We knew we couldn’t top the 20 Lakes Basin hike, at least as far as a hike to scenic alpine lakes is concerned, so there was no point in trying. Next we returned to Yosemite and Lembert’s Dome, this time dragging Debbie up a longer but not as steep two mile trail to the dome. It was every bit as much fun the second time around.
On the way we got to watch this guy for a good while. He wasn’t too concerned about us.
We were the only people on top of the dome when we first got there. We sat and admired the views for a while before a woman made it up and took our picture.
Hold on to your hat, it’s very windy up there.
Jim and I were so glad we did this hike again, and Debbie liked it, too. After the climb up, that is.
On another day we decided to check out Panum Crater, which is a plug dome, a two stage volcano with an outer pumice rim and an inner core of jagged obsidian layered with pumice. The first time we went it was very hazy and not good for photography. We enjoyed wandering around it so much we went back again yesterday, did both the rim trail and hiked to the plug.
It doesn’t look like much from the parking area.
But at the top of the hill the rocks in the plug come into view.
You can hike around the entire rim, about a mile and a half.
The rim trail affords some nice views of Mono Lake.
We then intersected the steep, sandy switchback trail up to the plug. It’s not every day you get to walk inside a volcano. It last erupted about 650 years ago and is now considered dormant.
Another day Debbie and I went to the Mono Lake bird walk. Jim finds bird walks a little too boring, especially at eight in the morning. We saw lots of birds, if we could only remember them. I took both the camera and binoculars, but didn’t take many photos.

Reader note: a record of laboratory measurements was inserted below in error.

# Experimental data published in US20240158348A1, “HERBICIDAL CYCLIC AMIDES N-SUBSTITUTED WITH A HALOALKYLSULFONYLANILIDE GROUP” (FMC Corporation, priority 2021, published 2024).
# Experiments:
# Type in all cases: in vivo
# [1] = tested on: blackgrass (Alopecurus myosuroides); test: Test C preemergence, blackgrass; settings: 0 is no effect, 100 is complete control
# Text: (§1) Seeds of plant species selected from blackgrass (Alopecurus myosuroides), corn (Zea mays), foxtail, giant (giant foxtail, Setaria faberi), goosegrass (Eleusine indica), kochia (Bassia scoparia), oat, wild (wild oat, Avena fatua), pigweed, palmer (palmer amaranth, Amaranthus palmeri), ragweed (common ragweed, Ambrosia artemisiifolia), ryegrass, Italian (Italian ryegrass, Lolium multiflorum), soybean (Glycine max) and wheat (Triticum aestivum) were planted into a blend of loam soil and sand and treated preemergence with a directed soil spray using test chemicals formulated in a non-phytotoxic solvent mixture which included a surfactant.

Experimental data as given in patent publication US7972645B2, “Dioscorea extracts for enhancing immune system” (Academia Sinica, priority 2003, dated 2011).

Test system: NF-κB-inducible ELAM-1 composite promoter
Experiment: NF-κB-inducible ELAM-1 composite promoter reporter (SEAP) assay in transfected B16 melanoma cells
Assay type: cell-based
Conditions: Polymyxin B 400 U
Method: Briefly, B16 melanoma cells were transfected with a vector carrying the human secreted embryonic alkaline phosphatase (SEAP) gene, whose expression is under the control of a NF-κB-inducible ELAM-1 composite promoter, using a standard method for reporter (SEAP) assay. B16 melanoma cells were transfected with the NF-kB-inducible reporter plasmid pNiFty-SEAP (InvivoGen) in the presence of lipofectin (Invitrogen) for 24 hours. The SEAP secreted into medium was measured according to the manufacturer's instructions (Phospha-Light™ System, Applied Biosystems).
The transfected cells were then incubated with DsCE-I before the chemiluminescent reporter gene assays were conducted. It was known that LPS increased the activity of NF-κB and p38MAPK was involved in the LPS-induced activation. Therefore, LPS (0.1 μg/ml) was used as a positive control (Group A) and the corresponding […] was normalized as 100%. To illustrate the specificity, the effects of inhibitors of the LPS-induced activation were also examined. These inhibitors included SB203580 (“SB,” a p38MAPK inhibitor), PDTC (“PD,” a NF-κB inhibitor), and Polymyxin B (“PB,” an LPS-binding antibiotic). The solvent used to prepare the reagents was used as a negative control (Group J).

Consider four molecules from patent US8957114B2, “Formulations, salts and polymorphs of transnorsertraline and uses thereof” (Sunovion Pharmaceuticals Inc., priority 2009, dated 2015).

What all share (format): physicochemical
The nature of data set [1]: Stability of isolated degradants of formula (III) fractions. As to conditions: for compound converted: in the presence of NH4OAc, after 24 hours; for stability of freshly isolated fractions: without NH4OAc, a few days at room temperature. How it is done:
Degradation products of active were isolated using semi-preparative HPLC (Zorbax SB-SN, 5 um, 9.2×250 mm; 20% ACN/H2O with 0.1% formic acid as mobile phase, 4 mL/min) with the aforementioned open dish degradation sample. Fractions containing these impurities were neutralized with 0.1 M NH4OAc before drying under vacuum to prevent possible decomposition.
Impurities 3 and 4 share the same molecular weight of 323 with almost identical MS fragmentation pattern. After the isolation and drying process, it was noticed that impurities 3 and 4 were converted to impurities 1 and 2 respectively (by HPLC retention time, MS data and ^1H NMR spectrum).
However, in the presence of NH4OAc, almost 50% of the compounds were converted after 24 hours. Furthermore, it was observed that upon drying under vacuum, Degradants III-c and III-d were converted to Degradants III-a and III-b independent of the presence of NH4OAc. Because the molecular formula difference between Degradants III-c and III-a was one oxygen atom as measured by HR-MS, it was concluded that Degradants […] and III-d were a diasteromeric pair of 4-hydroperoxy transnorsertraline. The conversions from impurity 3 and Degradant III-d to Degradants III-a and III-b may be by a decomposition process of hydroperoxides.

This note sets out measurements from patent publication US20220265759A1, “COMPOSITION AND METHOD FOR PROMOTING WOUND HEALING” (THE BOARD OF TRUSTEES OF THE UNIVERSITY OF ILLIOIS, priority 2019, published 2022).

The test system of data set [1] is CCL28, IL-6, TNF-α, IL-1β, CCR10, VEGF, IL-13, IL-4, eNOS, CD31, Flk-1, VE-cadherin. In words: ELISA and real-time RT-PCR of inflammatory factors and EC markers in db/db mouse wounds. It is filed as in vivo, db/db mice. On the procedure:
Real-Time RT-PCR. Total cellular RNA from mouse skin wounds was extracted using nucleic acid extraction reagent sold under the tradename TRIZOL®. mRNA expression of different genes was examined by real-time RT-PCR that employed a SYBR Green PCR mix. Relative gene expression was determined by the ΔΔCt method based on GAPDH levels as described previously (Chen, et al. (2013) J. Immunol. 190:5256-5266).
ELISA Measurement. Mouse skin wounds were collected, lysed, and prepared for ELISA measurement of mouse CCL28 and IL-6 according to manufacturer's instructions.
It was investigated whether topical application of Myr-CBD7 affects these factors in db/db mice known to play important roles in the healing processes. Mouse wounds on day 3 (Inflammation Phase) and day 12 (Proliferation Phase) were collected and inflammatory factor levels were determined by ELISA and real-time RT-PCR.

In the woods we saw towhees, a hairy woodpecker, scrub jays and warblers. On the water we saw plenty of gulls, a few Wilson’s phalaropes, osprey, and the ranger estimated close to a thousand American avocets. He was great at bird calls, and said he also imitated people. He was low key but funny, and made an enjoyable leader.
There were also a few eared grebes in the water, and I didn’t realized they are strictly aquatic birds. The ranger told us after heavy rains they will sometimes find them alongside wet roads, as they landed there thinking the road was a body of water. He said when they find them like that they just pick them up and take them to the lake.
Not a bird, but I liked this chipmunk sitting on top of the tufa.
We plan to hang around here until next week as there are still a couple hikes in or near Yosemite we would like to do. A few people recommended visiting the ghost town, Bodie, about 20 miles from here. We talked about going some time this week but unfortunately the park is closed as of yesterday due to a lightning sparked wild fire that started on Saturday and has burned over 14,000 acres just 3 miles from Bodie. We have a good view of the smoke, but luckily so far the wind is keeping it away.